Nail Biting May Lead to TMJ IssuesApr 15, 2017, by
Patients who bite their nails may think it’s just a harmless habit, but it could be causing significant oral health problems, such as damaged teeth and temporomandibular joint (TMJ) disorders. Whenever you use your teeth and jaws for a function for which they are not intended, you can cause harm.
Biting your teeth places unusual strain on your jaws, which may in turn create tension in the muscles and tendons that facilitate movement in your jaw. When the situation becomes severe enough, the patient will develop a TMJ disorder that may be associated with significant discomfort in the jaw and face and ear pain, as well as clicking, locking or popping of the jaw.
An oral surgeon should be consulted for an evaluation when patients show signs of a possible TMJ disorder, such as the symptoms described above. This type of specialist has in-depth knowledge of the structures of the jaw and their collective functioning. This expertise is valuable in both diagnosing and treating TMJ disorders.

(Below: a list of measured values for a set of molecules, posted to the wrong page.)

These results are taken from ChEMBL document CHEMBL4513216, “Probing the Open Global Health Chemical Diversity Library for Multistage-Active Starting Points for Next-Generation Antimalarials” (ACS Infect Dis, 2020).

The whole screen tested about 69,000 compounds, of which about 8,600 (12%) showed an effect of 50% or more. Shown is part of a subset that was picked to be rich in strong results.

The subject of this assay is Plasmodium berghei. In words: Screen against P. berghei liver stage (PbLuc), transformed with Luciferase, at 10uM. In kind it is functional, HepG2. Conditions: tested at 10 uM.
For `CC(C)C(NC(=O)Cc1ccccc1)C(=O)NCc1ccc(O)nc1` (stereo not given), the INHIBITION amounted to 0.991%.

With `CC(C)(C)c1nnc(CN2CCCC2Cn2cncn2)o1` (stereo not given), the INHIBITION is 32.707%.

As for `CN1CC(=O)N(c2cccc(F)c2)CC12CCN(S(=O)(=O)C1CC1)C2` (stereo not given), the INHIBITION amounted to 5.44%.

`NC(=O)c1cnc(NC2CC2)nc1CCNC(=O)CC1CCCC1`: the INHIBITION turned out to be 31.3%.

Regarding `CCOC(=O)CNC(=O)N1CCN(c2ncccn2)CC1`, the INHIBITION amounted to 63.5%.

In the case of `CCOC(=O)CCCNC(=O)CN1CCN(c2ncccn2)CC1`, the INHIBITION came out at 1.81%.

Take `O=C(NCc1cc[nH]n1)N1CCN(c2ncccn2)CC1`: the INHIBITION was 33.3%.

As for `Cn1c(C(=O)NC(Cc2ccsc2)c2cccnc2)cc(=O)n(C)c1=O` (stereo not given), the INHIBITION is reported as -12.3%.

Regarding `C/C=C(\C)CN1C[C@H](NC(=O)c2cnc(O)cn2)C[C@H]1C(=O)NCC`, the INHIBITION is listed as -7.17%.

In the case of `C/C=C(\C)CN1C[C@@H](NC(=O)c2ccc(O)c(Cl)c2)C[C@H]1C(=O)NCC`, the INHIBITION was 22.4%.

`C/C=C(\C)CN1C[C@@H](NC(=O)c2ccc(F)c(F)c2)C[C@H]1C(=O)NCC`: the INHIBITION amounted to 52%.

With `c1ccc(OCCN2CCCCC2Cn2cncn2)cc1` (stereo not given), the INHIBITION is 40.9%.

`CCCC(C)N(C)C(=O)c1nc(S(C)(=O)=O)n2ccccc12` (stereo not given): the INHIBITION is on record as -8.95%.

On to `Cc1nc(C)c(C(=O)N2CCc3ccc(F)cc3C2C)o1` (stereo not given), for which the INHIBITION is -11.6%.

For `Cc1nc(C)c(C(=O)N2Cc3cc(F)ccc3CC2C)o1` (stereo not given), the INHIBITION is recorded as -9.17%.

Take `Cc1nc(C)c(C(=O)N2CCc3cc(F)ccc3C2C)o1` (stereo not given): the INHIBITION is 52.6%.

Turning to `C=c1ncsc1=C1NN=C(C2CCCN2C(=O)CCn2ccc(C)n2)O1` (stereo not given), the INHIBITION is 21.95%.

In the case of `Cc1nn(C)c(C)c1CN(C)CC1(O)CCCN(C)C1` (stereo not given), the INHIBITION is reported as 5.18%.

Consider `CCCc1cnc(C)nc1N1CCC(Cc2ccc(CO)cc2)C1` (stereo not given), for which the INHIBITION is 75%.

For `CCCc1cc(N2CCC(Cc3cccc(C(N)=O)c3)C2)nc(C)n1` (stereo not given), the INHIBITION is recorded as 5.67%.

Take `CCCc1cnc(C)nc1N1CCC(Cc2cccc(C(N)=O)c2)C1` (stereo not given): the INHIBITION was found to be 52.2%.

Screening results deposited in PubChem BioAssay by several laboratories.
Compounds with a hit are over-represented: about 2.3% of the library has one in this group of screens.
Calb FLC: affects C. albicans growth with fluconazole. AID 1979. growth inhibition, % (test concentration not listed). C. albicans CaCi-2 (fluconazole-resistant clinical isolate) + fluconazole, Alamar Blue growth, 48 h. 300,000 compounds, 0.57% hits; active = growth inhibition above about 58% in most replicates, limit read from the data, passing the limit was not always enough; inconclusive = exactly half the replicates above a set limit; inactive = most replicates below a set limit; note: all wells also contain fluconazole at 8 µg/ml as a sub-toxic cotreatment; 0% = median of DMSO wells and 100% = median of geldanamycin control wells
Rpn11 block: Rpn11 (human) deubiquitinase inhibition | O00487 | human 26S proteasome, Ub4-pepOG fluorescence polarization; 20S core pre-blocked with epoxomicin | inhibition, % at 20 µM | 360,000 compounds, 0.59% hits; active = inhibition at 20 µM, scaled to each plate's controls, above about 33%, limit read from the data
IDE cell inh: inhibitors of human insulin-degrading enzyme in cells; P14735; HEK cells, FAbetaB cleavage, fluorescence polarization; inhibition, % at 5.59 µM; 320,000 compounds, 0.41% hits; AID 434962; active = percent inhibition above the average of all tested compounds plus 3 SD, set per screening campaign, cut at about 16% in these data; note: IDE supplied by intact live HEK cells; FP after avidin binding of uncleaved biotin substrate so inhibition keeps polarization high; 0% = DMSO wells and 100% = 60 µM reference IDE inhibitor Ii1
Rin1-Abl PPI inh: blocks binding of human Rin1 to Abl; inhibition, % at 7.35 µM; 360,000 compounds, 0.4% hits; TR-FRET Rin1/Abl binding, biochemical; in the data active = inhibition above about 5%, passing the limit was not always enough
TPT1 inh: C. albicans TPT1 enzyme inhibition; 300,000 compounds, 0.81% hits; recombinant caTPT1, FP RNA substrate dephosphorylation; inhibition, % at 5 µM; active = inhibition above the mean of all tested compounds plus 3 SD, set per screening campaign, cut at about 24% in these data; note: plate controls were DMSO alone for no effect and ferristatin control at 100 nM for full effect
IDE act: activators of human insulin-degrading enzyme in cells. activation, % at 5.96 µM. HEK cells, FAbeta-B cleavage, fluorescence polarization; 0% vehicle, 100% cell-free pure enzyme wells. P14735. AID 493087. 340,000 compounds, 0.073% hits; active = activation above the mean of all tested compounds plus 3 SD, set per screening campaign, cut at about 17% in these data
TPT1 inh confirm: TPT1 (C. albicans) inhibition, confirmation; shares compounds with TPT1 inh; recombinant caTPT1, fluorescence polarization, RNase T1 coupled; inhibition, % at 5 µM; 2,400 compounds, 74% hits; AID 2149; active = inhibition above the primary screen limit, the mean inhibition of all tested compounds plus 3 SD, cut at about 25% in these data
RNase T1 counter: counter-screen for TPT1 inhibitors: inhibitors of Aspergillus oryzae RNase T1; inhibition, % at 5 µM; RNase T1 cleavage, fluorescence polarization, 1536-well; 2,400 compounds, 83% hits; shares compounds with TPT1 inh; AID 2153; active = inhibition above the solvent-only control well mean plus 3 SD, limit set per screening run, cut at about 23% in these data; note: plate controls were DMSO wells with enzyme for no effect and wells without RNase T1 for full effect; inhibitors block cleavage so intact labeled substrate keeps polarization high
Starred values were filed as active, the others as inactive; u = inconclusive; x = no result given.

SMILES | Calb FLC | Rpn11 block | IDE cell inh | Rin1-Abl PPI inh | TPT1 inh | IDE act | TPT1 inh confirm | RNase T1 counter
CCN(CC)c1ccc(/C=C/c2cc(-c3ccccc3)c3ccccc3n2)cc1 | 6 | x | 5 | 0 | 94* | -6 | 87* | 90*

TMJ treatments range from pain management to physical therapy to surgical interventions. Don’t assume that just because you’re seeing an oral surgeon for treatment that you’ll be subjected to an invasive treatment. Surgical interventions are typically reserved for cases when there is some kind of structural defect or damage to the jaw or when patients fail to respond to more conservative attempts to treat the condition.
Nails aren’t the only such potential culprit in TMJ disorders either. Any non-food item that patients routinely chew—like pencils, drinking straws and ice cubes—can create the circumstances in which a TMJ disorder may develop. Your teeth should only be used to chew food!
Biting your nails can promote a number of oral health issues, including TMJ disorders. You should work on breaking this habit if it’s a problem for you. If you are already demonstrating symptoms of a TMJ disorder, call our office for an evaluation and to learn about treatment.